ATLANTA (AP) — Lil Jon says he understands Maroon 5's decision to cancel its news conference to discuss the band's Super Bowl halftime performance with reporters.
Maroon 5, with frontman Adam Levine, was supposed to speak with the media Thursday to promote their Super Bowl 53 appearance, but decided to cancel and let their "show do the talking."
"When you come in and just want to give a great show, but you got all of these other distractions, it's like 'Let's not talk about it.' Let's deal with the show," Lil Jon told The Associated Press after his performance at the Pepsi Brunch Party on Thursday. "Let people see the show. So, I get it."
The event also honored New York Giants running back Saquon Barkley and featured a performance by Bryce Vine.
Maroon 5 did not give a reason for its decision to forgo the press conference, which most halftime acts have participated in. However, it comes as some entertainers have said social injustice needs to be addressed during the Super Bowl.
The band will be joined by Big Boi of Outkast and rapper Travis Scott at halftime of the game between the Los Angeles Rams and New England Patriots.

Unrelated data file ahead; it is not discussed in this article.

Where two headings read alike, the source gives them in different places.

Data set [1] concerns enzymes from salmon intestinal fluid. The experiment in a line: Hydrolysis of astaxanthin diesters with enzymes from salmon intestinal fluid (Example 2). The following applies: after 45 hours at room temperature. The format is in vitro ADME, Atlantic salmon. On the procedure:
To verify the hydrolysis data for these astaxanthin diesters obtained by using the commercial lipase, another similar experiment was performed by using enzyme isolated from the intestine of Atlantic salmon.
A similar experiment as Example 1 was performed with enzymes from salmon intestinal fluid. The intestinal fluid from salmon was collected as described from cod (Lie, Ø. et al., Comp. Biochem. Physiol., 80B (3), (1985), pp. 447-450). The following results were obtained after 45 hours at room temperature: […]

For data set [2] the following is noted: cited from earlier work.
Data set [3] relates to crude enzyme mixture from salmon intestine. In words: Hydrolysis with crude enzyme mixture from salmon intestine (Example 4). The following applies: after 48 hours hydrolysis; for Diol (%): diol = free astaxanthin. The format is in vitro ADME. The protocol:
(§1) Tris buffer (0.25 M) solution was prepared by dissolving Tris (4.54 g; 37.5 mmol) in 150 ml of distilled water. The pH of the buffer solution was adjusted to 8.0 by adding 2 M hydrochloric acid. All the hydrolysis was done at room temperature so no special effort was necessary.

Former NFL quarterback Colin Kaepernick helped start a wave of protests by kneeling during the national anthem to raise awareness to police brutality, racial inequality and other social issues.
"It just a lot going on around this Super Bowl, the music and halftime show, so maybe they just don't want to deal with that and just want the people to see the show," Jon told The Associated Press.
Lil Jon will star in Pepsi's Super Bowl commercial with Steve Carell and Cardi B. The Atlanta-based producer will also be one of the featured performers at NBA legend Shaquille O'Neal's "Shaq's Fun House" music event Friday including performances by Migos, Diplo and Tiesto.
He said he wants to represent his hometown city of Atlanta and show off his craft.
"This is my city," he said. "I'm born and raised here. It's an opportunity to come and see why we take so much pride in this city. This city is majority African-American. Black mayor, black police chief. With the Super Bowl being here, we have to showcase our city."
Follow AP Entertainment Writer Jonathan Landrum Jr. on Twitter: http://twitter.com/MrLandrum31